Joey Logano wins NASCAR’S Busch Light Clash at the Coliseum

Joey Logano (22) holds off Kyle Busch (18) on the final lap of the Clash at the Coliseum on Sunday, Feb. 6, at the L.A. Memorial Coliseum. Photo by David Barks

By Elliott Stern / [email protected]

LOS ANGELES – Joey Logano is living his best life.

His wife Brittany is due to deliver the couple’s third child back home in Connecticut on Monday.

On Sunday, Feb. 6, Logano won NASCAR’s Busch Light Clash at the Coliseum.

“I can’t believe we’re here. L.A. Coliseum, we got the victory with the old Shell-Pennzoil Mustang,” said Logano. “This is such an amazing event … such a huge step in our industry to be able to do this, put on an amazing race for everybody. I’m so excited about this. This was a big win.”

Logano passed pole-sitter Kyle Busch to take the lead with 35 laps to go in the 150-lap race over the specially built, quarter-mile track inside the iconic Los Angeles Memorial Coliseum on the campus of USC.

Joey Logano completes his burnout after winning the Clash at the Coliseum. Photo by David Barks

NASCAR kicked off the 2022 season with The Clash, the first time the exhibition race was held outside of Daytona. The previous races were held at Daytona International or the Daytona Road Course.

It was also the official debut of the new Next Gen race car.

“This is special to get the first Next Gen win, the first win here in the Coliseum,” said Logano. “It’s a special one. We’re going to have some fun and celebrate it.”

“Disappointing obviously,” said Busch of his second-place finish. “Come out here and win the pole, lead laps, run up front. The finish goes green, it’s not chaotic and we can’t win.”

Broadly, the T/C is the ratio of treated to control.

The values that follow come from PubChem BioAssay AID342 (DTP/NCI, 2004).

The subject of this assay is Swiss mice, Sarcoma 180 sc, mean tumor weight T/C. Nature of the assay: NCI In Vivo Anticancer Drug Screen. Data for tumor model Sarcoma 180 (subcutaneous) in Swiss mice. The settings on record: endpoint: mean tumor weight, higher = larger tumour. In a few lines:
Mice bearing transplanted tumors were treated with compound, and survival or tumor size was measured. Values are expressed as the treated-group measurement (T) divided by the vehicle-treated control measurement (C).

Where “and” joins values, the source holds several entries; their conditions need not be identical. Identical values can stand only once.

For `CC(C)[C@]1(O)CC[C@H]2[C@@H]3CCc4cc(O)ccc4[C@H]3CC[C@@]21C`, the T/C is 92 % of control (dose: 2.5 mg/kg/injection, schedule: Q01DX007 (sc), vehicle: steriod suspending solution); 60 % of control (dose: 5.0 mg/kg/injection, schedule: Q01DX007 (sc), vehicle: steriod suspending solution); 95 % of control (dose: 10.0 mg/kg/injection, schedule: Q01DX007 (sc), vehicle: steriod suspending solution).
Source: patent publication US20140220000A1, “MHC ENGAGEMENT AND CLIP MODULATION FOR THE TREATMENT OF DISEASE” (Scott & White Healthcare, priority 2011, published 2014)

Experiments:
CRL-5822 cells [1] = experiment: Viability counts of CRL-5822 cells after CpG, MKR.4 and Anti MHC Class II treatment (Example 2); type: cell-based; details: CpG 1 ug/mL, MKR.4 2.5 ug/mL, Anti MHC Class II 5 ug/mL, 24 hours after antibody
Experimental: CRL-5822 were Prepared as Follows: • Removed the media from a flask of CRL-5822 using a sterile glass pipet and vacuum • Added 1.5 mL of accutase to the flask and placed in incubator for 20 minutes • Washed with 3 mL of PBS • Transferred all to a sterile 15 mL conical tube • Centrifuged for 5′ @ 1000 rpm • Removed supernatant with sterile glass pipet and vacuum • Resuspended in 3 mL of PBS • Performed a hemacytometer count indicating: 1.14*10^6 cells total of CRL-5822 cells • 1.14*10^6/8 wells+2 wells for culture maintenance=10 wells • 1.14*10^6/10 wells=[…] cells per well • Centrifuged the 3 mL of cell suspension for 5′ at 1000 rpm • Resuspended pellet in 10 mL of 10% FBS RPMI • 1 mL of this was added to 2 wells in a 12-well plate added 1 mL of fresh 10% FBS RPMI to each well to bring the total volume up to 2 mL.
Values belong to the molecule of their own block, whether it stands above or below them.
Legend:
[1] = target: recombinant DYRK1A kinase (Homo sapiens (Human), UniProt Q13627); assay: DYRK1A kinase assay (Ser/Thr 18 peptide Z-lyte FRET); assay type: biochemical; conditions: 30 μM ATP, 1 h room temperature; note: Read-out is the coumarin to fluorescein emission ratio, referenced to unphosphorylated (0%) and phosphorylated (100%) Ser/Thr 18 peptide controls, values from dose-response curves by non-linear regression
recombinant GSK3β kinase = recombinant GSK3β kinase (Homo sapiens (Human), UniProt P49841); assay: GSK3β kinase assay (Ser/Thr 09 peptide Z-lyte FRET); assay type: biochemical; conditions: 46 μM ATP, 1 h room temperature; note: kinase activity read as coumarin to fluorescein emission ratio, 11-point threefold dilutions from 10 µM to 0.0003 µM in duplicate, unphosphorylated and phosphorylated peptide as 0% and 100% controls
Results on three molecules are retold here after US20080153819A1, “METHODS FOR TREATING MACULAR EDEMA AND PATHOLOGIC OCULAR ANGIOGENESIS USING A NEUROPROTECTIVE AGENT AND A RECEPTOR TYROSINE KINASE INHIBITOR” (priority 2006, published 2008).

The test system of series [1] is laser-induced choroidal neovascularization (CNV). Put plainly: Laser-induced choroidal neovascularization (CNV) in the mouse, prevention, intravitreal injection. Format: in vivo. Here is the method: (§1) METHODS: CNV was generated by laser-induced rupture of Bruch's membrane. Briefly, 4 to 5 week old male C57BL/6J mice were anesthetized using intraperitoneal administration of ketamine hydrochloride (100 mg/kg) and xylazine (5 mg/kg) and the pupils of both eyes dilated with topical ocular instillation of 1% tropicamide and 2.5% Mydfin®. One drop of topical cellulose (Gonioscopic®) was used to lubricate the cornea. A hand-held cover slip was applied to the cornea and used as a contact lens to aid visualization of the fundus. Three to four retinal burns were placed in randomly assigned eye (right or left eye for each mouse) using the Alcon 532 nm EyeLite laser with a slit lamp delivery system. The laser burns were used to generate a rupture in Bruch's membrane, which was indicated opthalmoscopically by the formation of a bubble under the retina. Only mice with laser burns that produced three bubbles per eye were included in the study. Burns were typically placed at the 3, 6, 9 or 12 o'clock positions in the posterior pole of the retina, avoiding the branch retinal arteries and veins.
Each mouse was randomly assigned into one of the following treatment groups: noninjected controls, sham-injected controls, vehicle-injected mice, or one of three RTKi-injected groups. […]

“That last 30 laps I was able to maintain a decent lead but he was able to close the gap,” said Logano. “With five, six laps left I was able to hold him off.”

Tyler Reddick (8), Kyle Busch (18), Joey Logano (22), Justin Hayley (31), Chase Briscoe (14) and Daniel Suarez (99) battle through Turn 3 during Sunday’s NASCAR Clash at the Coliseum in Los Angeles. Photo by David barks.

The final was remarkably free from chaos – only four cautions throughout.

Because of the unusual format, unique track (there was no pit road) and the fact that NASCAR hadn’t raced on a track this small since 1971, no one knew quite what to expect but only the second 50-lap Last Chance Qualifier had any mayhem attached.

That was filled with bump and bang racing.

Midway, Alex Bowman slid into Bubba Wallace who bounced into Harrison Burton – sending Burton into the wall.

Five laps later, Ryan Preece was spun around by Landon Cassill.

Ty Dillon was in second place on the re-start but jumped the re-start and was sent to the back of the field and then on the re-start Cassill was involved in a crash with Brad Kesselowski.

Keselowski was involved in a crash with Austin Cindric on the next re-start and then Cassill stalled in the middle of the track on the next re-start.

With five laps to go, Burton, Wallace and Kurt Busch were side-by-side heading into turn 2 when Burton sideswiped Wallace who bounced into Busch, sending Busch into the wall.